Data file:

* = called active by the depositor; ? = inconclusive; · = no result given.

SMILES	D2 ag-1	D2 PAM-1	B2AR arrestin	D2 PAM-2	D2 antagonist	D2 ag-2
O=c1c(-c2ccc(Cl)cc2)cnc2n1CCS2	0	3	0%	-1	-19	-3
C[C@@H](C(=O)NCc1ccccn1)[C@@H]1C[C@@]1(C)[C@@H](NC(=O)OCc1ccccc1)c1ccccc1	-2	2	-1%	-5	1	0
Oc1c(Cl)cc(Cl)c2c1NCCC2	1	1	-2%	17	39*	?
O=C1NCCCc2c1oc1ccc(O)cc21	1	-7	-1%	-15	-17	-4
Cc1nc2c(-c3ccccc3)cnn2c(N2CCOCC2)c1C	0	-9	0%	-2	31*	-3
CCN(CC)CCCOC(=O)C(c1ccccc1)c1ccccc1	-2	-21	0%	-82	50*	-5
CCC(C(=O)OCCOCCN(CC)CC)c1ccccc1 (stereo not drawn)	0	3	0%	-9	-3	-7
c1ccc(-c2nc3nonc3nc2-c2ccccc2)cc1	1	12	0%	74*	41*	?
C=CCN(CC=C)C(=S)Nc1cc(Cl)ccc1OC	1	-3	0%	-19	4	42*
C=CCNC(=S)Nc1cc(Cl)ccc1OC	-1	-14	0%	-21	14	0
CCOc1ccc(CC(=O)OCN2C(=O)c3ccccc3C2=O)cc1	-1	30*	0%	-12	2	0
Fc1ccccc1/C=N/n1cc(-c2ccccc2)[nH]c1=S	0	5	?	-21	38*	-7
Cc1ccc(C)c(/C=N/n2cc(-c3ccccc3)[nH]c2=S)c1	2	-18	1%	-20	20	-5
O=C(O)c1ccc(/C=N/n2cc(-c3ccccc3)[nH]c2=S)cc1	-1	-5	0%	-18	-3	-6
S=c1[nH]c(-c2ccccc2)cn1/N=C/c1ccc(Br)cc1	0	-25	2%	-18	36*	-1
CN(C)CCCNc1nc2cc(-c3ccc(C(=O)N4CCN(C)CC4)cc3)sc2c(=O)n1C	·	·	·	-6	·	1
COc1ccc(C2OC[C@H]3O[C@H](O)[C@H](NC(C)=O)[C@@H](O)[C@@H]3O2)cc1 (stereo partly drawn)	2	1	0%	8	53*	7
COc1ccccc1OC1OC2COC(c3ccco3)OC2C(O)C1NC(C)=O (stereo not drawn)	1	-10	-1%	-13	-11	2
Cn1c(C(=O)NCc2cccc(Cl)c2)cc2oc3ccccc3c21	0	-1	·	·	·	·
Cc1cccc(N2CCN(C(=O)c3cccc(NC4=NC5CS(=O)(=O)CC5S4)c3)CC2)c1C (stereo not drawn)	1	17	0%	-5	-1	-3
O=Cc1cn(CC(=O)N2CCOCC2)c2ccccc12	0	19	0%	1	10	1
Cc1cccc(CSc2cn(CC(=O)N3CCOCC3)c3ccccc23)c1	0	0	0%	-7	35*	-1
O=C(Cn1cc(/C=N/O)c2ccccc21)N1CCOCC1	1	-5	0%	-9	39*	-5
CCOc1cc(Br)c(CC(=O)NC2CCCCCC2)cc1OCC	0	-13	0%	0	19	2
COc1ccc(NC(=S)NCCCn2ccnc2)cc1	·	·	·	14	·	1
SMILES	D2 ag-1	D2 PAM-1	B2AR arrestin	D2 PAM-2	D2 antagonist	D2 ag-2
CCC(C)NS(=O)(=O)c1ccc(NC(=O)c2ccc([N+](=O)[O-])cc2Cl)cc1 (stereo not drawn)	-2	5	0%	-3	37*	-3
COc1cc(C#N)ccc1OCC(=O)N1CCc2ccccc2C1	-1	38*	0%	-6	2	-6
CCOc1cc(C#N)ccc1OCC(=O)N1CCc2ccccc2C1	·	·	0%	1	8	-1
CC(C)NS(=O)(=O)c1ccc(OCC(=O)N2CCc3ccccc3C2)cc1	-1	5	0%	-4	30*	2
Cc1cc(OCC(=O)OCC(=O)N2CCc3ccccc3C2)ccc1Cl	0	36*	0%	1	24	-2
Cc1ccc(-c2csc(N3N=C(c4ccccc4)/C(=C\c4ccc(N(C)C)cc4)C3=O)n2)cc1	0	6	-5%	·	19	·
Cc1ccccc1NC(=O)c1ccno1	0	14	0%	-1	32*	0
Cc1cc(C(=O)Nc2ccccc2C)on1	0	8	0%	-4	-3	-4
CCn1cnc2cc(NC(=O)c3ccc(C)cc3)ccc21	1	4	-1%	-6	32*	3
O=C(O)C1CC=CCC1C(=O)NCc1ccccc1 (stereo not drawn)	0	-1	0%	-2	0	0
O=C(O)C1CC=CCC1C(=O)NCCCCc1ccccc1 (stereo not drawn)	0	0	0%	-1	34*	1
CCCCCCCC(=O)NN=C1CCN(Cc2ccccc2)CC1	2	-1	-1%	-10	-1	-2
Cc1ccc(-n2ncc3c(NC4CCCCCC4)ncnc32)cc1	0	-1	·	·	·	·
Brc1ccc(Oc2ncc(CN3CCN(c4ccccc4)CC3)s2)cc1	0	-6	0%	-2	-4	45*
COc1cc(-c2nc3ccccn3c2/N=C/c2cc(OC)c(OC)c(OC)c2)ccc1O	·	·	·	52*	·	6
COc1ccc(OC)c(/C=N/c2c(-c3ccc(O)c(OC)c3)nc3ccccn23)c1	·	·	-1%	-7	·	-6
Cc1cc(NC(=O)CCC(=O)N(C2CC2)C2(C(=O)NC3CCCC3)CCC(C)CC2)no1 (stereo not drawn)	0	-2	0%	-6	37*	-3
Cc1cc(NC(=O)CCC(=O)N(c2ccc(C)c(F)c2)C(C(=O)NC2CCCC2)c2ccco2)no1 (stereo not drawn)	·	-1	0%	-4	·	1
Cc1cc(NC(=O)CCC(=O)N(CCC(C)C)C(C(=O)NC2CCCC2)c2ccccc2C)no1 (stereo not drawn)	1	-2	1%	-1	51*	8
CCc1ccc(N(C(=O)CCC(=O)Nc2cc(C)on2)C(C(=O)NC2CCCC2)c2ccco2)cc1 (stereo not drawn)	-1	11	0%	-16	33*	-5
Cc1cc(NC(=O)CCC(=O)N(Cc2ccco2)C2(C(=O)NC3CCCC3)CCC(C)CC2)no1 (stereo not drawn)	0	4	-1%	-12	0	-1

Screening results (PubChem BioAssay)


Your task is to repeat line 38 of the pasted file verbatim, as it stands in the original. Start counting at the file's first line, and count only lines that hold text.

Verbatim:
O=C(O)C1CC=CCC1C(=O)NCc1ccccc1 (stereo not drawn)	0	-1	0%	-2	0	0